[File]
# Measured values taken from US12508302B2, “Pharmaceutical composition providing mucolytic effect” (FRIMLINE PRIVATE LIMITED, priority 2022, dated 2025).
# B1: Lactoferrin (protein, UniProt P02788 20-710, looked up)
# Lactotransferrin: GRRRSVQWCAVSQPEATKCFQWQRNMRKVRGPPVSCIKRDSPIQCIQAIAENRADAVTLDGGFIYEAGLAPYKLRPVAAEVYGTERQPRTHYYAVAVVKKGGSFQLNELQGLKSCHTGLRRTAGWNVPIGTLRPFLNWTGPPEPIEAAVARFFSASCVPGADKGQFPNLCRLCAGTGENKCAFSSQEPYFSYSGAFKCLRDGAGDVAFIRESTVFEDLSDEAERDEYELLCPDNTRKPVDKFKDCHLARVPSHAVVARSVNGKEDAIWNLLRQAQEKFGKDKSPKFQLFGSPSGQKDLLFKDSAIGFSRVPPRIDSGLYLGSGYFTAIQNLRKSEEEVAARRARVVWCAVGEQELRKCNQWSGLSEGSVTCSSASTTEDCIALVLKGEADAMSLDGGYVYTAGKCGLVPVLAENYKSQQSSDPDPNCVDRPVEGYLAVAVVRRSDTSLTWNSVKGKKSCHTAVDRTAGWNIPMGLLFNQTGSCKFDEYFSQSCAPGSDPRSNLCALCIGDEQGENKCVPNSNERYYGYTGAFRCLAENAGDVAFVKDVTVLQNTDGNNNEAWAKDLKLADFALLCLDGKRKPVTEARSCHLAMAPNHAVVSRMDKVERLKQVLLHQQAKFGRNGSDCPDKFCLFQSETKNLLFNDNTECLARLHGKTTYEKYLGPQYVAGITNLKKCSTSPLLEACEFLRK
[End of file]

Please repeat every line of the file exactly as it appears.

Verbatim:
# Measured values taken from US12508302B2, “Pharmaceutical composition providing mucolytic effect” (FRIMLINE PRIVATE LIMITED, priority 2022, dated 2025).
# B1: Lactoferrin (protein, UniProt P02788 20-710, looked up)
# Lactotransferrin: GRRRSVQWCAVSQPEATKCFQWQRNMRKVRGPPVSCIKRDSPIQCIQAIAENRADAVTLDGGFIYEAGLAPYKLRPVAAEVYGTERQPRTHYYAVAVVKKGGSFQLNELQGLKSCHTGLRRTAGWNVPIGTLRPFLNWTGPPEPIEAAVARFFSASCVPGADKGQFPNLCRLCAGTGENKCAFSSQEPYFSYSGAFKCLRDGAGDVAFIRESTVFEDLSDEAERDEYELLCPDNTRKPVDKFKDCHLARVPSHAVVARSVNGKEDAIWNLLRQAQEKFGKDKSPKFQLFGSPSGQKDLLFKDSAIGFSRVPPRIDSGLYLGSGYFTAIQNLRKSEEEVAARRARVVWCAVGEQELRKCNQWSGLSEGSVTCSSASTTEDCIALVLKGEADAMSLDGGYVYTAGKCGLVPVLAENYKSQQSSDPDPNCVDRPVEGYLAVAVVRRSDTSLTWNSVKGKKSCHTAVDRTAGWNIPMGLLFNQTGSCKFDEYFSQSCAPGSDPRSNLCALCIGDEQGENKCVPNSNERYYGYTGAFRCLAENAGDVAFVKDVTVLQNTDGNNNEAWAKDLKLADFALLCLDGKRKPVTEARSCHLAMAPNHAVVSRMDKVERLKQVLLHQQAKFGRNGSDCPDKFCLFQSETKNLLFNDNTECLARLHGKTTYEKYLGPQYVAGITNLKKCSTSPLLEACEFLRK